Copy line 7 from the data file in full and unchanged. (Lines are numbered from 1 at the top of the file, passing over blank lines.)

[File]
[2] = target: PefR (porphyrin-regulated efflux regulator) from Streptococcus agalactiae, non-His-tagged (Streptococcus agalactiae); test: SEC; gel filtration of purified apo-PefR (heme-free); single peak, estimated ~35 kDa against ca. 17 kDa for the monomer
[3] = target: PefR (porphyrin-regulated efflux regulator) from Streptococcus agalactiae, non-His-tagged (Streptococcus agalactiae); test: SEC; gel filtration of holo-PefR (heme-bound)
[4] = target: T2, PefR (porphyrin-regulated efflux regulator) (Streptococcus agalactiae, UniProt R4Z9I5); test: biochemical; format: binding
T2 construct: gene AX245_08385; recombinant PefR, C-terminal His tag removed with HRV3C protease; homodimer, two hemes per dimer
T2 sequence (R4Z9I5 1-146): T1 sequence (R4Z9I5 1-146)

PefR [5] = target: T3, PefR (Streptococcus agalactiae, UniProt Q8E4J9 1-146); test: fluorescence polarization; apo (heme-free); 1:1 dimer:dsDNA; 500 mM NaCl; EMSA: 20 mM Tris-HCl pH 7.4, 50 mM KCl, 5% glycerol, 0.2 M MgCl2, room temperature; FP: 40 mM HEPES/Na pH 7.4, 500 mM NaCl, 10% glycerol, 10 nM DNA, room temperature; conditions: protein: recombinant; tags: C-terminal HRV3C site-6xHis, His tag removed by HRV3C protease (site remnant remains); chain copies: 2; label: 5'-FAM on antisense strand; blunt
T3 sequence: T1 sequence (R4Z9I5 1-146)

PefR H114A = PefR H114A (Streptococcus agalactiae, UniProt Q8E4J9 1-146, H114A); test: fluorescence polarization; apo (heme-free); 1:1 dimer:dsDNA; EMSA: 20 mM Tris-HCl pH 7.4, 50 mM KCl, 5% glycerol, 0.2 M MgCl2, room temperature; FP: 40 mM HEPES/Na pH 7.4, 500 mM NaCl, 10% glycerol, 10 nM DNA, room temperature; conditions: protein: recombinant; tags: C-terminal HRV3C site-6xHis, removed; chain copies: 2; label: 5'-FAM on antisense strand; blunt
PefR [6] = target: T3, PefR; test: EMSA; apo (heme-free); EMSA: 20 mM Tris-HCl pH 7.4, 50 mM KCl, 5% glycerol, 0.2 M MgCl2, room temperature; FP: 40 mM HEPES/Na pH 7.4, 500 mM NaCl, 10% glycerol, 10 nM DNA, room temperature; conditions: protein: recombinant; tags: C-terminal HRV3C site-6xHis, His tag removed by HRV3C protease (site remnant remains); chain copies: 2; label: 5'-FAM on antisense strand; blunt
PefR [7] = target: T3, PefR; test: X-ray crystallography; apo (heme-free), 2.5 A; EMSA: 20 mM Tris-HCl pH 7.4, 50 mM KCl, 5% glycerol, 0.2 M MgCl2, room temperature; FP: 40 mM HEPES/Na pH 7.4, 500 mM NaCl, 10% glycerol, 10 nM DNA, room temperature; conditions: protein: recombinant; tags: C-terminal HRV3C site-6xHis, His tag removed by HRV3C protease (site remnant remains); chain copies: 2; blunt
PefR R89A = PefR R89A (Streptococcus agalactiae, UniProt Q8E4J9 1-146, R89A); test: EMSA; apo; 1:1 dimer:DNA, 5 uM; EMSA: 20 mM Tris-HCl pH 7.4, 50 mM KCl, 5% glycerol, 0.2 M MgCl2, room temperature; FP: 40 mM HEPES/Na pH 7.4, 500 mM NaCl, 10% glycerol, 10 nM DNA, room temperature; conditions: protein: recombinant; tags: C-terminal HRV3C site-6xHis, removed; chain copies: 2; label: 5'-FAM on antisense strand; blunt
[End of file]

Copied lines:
T3 sequence: T1 sequence (R4Z9I5 1-146)